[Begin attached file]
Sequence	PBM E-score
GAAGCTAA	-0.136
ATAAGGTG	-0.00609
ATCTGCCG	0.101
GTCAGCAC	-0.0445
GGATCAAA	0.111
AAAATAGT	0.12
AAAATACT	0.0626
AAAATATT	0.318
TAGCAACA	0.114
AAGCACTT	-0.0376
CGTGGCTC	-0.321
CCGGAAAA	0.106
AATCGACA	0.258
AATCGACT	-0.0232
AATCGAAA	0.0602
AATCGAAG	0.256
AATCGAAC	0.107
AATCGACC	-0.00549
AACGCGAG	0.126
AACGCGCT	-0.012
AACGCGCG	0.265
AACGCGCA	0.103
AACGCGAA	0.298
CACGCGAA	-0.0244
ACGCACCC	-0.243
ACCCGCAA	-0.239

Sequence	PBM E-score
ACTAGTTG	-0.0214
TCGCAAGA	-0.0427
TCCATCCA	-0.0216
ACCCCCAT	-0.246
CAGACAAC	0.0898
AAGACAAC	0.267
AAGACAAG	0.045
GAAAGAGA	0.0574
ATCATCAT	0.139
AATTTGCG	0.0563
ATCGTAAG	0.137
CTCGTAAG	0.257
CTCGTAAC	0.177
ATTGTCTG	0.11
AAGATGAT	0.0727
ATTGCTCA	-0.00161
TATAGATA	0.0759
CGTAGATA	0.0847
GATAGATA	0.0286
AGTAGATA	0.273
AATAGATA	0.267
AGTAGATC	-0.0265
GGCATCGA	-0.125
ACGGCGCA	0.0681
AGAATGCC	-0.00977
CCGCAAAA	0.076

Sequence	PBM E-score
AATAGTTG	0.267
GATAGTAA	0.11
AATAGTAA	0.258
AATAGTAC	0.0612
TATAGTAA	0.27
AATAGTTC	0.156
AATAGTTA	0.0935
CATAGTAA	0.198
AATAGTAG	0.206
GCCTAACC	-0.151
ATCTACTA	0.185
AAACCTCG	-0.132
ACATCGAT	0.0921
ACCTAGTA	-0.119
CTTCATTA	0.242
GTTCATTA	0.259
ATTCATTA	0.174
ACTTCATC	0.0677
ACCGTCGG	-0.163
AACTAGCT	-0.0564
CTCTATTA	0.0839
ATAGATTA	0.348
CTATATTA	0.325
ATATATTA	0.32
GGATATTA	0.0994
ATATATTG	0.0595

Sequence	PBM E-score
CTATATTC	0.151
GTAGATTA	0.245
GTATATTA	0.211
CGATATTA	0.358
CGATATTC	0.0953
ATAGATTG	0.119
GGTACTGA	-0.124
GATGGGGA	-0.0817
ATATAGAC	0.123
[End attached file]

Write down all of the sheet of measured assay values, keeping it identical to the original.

Sequence	PBM E-score
GAAGCTAA	-0.136
ATAAGGTG	-0.00609
ATCTGCCG	0.101
GTCAGCAC	-0.0445
GGATCAAA	0.111
AAAATAGT	0.12
AAAATACT	0.0626
AAAATATT	0.318
TAGCAACA	0.114
AAGCACTT	-0.0376
CGTGGCTC	-0.321
CCGGAAAA	0.106
AATCGACA	0.258
AATCGACT	-0.0232
AATCGAAA	0.0602
AATCGAAG	0.256
AATCGAAC	0.107
AATCGACC	-0.00549
AACGCGAG	0.126
AACGCGCT	-0.012
AACGCGCG	0.265
AACGCGCA	0.103
AACGCGAA	0.298
CACGCGAA	-0.0244
ACGCACCC	-0.243
ACCCGCAA	-0.239

Sequence	PBM E-score
ACTAGTTG	-0.0214
TCGCAAGA	-0.0427
TCCATCCA	-0.0216
ACCCCCAT	-0.246
CAGACAAC	0.0898
AAGACAAC	0.267
AAGACAAG	0.045
GAAAGAGA	0.0574
ATCATCAT	0.139
AATTTGCG	0.0563
ATCGTAAG	0.137
CTCGTAAG	0.257
CTCGTAAC	0.177
ATTGTCTG	0.11
AAGATGAT	0.0727
ATTGCTCA	-0.00161
TATAGATA	0.0759
CGTAGATA	0.0847
GATAGATA	0.0286
AGTAGATA	0.273
AATAGATA	0.267
AGTAGATC	-0.0265
GGCATCGA	-0.125
ACGGCGCA	0.0681
AGAATGCC	-0.00977
CCGCAAAA	0.076

Sequence	PBM E-score
AATAGTTG	0.267
GATAGTAA	0.11
AATAGTAA	0.258
AATAGTAC	0.0612
TATAGTAA	0.27
AATAGTTC	0.156
AATAGTTA	0.0935
CATAGTAA	0.198
AATAGTAG	0.206
GCCTAACC	-0.151
ATCTACTA	0.185
AAACCTCG	-0.132
ACATCGAT	0.0921
ACCTAGTA	-0.119
CTTCATTA	0.242
GTTCATTA	0.259
ATTCATTA	0.174
ACTTCATC	0.0677
ACCGTCGG	-0.163
AACTAGCT	-0.0564
CTCTATTA	0.0839
ATAGATTA	0.348
CTATATTA	0.325
ATATATTA	0.32
GGATATTA	0.0994
ATATATTG	0.0595

Sequence	PBM E-score
CTATATTC	0.151
GTAGATTA	0.245
GTATATTA	0.211
CGATATTA	0.358
CGATATTC	0.0953
ATAGATTG	0.119
GGTACTGA	-0.124
GATGGGGA	-0.0817
ATATAGAC	0.123